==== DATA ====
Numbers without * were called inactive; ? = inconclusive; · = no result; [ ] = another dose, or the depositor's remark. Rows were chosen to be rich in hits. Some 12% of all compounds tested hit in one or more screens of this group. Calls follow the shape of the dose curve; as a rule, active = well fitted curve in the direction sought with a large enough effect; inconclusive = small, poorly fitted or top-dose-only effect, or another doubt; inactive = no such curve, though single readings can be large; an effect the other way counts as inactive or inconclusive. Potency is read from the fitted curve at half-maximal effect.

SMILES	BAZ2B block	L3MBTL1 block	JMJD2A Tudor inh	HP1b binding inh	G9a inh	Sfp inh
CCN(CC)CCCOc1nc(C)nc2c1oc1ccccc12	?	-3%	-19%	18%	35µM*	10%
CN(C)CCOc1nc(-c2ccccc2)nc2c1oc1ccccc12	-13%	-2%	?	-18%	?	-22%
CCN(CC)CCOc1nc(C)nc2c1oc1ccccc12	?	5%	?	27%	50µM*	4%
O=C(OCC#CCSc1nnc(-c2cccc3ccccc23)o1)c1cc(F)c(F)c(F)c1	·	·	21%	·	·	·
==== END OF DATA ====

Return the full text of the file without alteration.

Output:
Numbers without * were called inactive; ? = inconclusive; · = no result; [ ] = another dose, or the depositor's remark. Rows were chosen to be rich in hits. Some 12% of all compounds tested hit in one or more screens of this group. Calls follow the shape of the dose curve; as a rule, active = well fitted curve in the direction sought with a large enough effect; inconclusive = small, poorly fitted or top-dose-only effect, or another doubt; inactive = no such curve, though single readings can be large; an effect the other way counts as inactive or inconclusive. Potency is read from the fitted curve at half-maximal effect.

SMILES	BAZ2B block	L3MBTL1 block	JMJD2A Tudor inh	HP1b binding inh	G9a inh	Sfp inh
CCN(CC)CCCOc1nc(C)nc2c1oc1ccccc12	?	-3%	-19%	18%	35µM*	10%
CN(C)CCOc1nc(-c2ccccc2)nc2c1oc1ccccc12	-13%	-2%	?	-18%	?	-22%
CCN(CC)CCOc1nc(C)nc2c1oc1ccccc12	?	5%	?	27%	50µM*	4%
O=C(OCC#CCSc1nnc(-c2cccc3ccccc23)o1)c1cc(F)c(F)c(F)c1	·	·	21%	·	·	·